It can also be considered an offshoot of “sidestepping”. But you sidestep by saying something totally crazy, off-color, or plainly “shocking”.
This example is so good that I never tire watching it.
Take a look:
The problem with her approach is that it frames him as a dumbass.
The guy does just OK when he replies “slim to none”, but she continues with her condescending frame of “you’re a dumbass, let me lecture you”:
Her: Slim to none, you’re right! Lemme tell you, it’s one in 292.000.000, what do you think about that
Him: Tssh, I knew it (his mannerism is good, he’s kinda playing, but he still stays within her frame)
Her: But you numbers are lucky though, am I right? (again, condescending and framing him as a dumbass who believes in luck)
Him: I hope so, I hope so (better than saying “right”, bust still stays within her frame)
What’s good is that his mannerism clearly says “I am not a dumbass”.
Still, it can be improved.
One problem he is facing is that she has all the power: she has the microphone, the camera, the audience, and the confidence that comes from her power position.
And he is there playing and trying to get lucky in life, which is a weak position in that interaction.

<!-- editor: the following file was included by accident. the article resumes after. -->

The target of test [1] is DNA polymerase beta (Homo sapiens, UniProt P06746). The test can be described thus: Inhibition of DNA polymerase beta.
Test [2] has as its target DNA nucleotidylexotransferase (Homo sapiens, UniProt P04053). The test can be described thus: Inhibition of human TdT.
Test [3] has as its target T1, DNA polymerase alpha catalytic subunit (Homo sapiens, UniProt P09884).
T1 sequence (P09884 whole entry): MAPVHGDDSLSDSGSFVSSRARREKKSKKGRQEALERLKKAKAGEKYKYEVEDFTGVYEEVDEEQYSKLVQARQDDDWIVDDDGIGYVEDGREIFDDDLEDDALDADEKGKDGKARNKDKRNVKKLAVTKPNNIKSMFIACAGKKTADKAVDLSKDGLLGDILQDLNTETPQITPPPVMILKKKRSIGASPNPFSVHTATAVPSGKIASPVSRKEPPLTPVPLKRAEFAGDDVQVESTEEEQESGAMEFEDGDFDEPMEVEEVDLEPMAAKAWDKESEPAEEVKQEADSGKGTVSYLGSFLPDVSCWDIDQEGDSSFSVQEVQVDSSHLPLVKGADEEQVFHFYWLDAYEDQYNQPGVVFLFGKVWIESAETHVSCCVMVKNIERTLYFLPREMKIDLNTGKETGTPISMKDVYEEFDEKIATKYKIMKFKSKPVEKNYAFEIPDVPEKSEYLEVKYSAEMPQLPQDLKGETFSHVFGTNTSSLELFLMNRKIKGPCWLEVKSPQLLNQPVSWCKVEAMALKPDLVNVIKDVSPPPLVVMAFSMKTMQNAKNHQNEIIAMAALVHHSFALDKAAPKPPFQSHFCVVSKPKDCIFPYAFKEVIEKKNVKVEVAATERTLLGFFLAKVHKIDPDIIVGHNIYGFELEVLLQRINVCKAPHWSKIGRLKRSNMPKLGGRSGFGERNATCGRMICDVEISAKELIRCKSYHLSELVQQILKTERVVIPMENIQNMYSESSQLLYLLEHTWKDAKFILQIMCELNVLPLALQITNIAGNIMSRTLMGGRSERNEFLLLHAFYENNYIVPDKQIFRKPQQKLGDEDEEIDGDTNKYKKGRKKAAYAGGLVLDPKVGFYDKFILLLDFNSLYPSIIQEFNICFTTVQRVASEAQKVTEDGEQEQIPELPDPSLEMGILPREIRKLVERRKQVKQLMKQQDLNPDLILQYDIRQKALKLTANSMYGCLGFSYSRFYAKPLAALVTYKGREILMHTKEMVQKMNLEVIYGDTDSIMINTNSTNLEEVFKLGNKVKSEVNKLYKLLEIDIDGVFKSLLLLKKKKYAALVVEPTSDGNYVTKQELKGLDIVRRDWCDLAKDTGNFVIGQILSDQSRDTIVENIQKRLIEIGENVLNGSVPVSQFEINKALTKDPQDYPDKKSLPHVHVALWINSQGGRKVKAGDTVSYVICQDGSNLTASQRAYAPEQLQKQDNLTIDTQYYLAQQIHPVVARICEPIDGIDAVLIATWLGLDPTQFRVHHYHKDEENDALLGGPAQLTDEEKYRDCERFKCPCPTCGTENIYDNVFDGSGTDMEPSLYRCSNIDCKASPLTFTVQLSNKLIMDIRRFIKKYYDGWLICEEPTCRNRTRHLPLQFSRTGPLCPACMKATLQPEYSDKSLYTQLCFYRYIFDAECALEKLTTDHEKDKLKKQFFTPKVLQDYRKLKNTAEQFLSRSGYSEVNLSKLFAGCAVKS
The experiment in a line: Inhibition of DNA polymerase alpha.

But here is how he turns it around:
Her: If you won all the money, what would you do with it
Him: Bunch of hookers and cocaine (delivered seriously, but also leverages humor framing)
His technique works because he breaks pattern, always good, and destroys her frame at a totally different level: the level of “polite conversation”.
He leverages the fact that she has a large audience for which she needs to keep it PC. And he turns it against her. Now the fact that she has an audience to which she is responsible for upheld “proper” conversation makes her scuttle away.
The downside of this technique is that you have to say something shocking, and you might not always be in the position of doing it.
For example, imagine this guy had conservative parents who watch TV, or if he had an office job and he had to take care of his status and image. Then, the “shock and awe” technique can have some major downsides.
That being said, this is still a great technique to keep in mind.
14.2. Frame Shocking & Reframing: Becoming the Leader
Frame shocking is used in NLP to “break pattern”.
Breaking pattern is accomplished by saying something shocking or off-color that puts people out of their initial frame.
And you can then use those moments of confusion to set your own frame, which is hopefully more helpful and value-adding.
See Tony Robbins executing a “frame shock + reframe” here:
These are the steps:
1. Initial frame: “I’m suicidal and hopeless”
2. Frame shocking: your shoes are fucking red
3. “Shocked phase”: now the target is disoriented, the initial frame has been broken and he’s potentially ready to be lead into something different
4. Sets new frame: “you have a lot to give, you will enjoy this life”